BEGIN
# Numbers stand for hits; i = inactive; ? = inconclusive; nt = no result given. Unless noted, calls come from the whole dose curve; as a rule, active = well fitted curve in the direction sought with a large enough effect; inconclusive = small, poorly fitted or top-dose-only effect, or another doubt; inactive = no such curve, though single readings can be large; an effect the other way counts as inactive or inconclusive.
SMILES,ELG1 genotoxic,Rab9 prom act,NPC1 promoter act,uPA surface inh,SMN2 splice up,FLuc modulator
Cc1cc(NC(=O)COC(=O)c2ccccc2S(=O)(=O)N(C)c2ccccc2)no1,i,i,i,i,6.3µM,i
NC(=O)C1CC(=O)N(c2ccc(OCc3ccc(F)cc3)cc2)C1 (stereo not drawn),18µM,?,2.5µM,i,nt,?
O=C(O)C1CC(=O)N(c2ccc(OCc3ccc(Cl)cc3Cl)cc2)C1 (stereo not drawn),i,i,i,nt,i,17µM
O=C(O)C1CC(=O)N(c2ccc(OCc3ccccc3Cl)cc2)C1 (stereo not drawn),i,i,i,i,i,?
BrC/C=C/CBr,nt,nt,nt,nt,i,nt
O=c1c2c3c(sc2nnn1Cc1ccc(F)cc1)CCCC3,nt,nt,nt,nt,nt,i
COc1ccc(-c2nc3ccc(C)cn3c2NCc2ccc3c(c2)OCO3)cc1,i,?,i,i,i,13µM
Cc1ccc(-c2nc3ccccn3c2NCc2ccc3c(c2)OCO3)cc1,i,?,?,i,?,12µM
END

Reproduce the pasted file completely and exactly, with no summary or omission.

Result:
# Numbers stand for hits; i = inactive; ? = inconclusive; nt = no result given. Unless noted, calls come from the whole dose curve; as a rule, active = well fitted curve in the direction sought with a large enough effect; inconclusive = small, poorly fitted or top-dose-only effect, or another doubt; inactive = no such curve, though single readings can be large; an effect the other way counts as inactive or inconclusive.
SMILES,ELG1 genotoxic,Rab9 prom act,NPC1 promoter act,uPA surface inh,SMN2 splice up,FLuc modulator
Cc1cc(NC(=O)COC(=O)c2ccccc2S(=O)(=O)N(C)c2ccccc2)no1,i,i,i,i,6.3µM,i
NC(=O)C1CC(=O)N(c2ccc(OCc3ccc(F)cc3)cc2)C1 (stereo not drawn),18µM,?,2.5µM,i,nt,?
O=C(O)C1CC(=O)N(c2ccc(OCc3ccc(Cl)cc3Cl)cc2)C1 (stereo not drawn),i,i,i,nt,i,17µM
O=C(O)C1CC(=O)N(c2ccc(OCc3ccccc3Cl)cc2)C1 (stereo not drawn),i,i,i,i,i,?
BrC/C=C/CBr,nt,nt,nt,nt,i,nt
O=c1c2c3c(sc2nnn1Cc1ccc(F)cc1)CCCC3,nt,nt,nt,nt,nt,i
COc1ccc(-c2nc3ccc(C)cn3c2NCc2ccc3c(c2)OCO3)cc1,i,?,i,i,i,13µM
Cc1ccc(-c2nc3ccccn3c2NCc2ccc3c(c2)OCO3)cc1,i,?,?,i,?,12µM